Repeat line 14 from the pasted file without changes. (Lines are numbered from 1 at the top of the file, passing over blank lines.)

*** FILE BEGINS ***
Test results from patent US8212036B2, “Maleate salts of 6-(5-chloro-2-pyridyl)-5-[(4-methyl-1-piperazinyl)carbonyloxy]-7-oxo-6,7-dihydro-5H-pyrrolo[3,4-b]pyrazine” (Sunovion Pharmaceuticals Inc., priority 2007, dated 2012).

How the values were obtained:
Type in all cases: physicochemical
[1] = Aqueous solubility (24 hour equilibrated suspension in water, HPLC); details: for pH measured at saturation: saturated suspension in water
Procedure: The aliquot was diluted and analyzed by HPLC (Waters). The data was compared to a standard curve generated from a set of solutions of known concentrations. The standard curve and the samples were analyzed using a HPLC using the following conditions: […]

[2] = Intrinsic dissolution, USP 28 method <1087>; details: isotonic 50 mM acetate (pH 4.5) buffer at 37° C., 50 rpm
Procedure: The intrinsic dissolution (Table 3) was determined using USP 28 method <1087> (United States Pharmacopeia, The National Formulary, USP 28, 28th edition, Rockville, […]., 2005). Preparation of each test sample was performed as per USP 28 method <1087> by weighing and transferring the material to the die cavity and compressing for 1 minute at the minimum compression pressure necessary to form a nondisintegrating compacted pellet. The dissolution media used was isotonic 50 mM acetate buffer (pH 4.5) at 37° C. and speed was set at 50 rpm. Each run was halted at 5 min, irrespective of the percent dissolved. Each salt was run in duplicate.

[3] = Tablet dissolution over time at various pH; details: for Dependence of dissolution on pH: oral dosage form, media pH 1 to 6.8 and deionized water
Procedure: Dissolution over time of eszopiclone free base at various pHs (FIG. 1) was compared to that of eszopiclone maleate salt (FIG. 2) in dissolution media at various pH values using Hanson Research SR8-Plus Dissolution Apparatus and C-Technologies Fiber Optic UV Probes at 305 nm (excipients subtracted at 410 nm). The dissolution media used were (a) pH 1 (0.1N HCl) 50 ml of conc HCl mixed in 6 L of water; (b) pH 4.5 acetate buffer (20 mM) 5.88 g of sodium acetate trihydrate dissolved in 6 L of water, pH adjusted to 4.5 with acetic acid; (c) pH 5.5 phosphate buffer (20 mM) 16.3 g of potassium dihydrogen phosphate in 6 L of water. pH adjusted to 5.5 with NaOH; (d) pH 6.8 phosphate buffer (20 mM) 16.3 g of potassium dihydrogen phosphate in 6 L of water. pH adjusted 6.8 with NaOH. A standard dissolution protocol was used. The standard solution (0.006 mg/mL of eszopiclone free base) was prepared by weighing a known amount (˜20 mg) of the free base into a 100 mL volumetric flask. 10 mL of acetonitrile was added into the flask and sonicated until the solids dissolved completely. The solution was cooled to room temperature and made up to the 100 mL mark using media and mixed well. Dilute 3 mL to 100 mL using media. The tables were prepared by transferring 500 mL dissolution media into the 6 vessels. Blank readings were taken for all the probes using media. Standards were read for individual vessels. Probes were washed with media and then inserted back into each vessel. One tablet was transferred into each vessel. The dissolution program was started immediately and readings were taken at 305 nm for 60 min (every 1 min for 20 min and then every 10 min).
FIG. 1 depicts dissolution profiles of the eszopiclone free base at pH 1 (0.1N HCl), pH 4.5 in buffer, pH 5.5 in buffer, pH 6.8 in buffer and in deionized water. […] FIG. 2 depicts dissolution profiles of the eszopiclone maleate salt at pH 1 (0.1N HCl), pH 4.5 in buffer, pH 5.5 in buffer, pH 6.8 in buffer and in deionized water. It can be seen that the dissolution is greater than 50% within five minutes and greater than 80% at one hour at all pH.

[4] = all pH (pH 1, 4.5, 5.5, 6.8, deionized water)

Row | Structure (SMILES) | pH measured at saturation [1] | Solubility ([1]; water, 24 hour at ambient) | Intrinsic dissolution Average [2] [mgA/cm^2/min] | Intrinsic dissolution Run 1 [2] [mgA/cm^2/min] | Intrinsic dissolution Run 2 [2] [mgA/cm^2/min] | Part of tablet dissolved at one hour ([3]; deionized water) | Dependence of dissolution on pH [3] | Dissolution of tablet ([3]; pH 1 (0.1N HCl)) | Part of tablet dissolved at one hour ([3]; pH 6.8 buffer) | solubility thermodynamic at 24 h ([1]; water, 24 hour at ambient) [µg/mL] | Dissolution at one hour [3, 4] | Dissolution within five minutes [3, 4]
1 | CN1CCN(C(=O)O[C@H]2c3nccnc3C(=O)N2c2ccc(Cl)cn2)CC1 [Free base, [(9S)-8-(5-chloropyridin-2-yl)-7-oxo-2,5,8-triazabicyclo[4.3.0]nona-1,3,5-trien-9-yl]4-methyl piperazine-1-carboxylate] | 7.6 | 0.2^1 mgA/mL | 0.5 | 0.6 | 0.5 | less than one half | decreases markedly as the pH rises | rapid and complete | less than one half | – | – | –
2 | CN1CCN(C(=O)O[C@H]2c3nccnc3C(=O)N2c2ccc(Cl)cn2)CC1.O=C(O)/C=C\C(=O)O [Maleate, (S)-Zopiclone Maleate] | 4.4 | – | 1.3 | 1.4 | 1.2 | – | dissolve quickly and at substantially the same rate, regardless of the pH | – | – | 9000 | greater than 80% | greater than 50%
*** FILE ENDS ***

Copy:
2 | CN1CCN(C(=O)O[C@H]2c3nccnc3C(=O)N2c2ccc(Cl)cn2)CC1.O=C(O)/C=C\C(=O)O [Maleate, (S)-Zopiclone Maleate] | 4.4 | – | 1.3 | 1.4 | 1.2 | – | dissolve quickly and at substantially the same rate, regardless of the pH | – | – | 9000 | greater than 80% | greater than 50%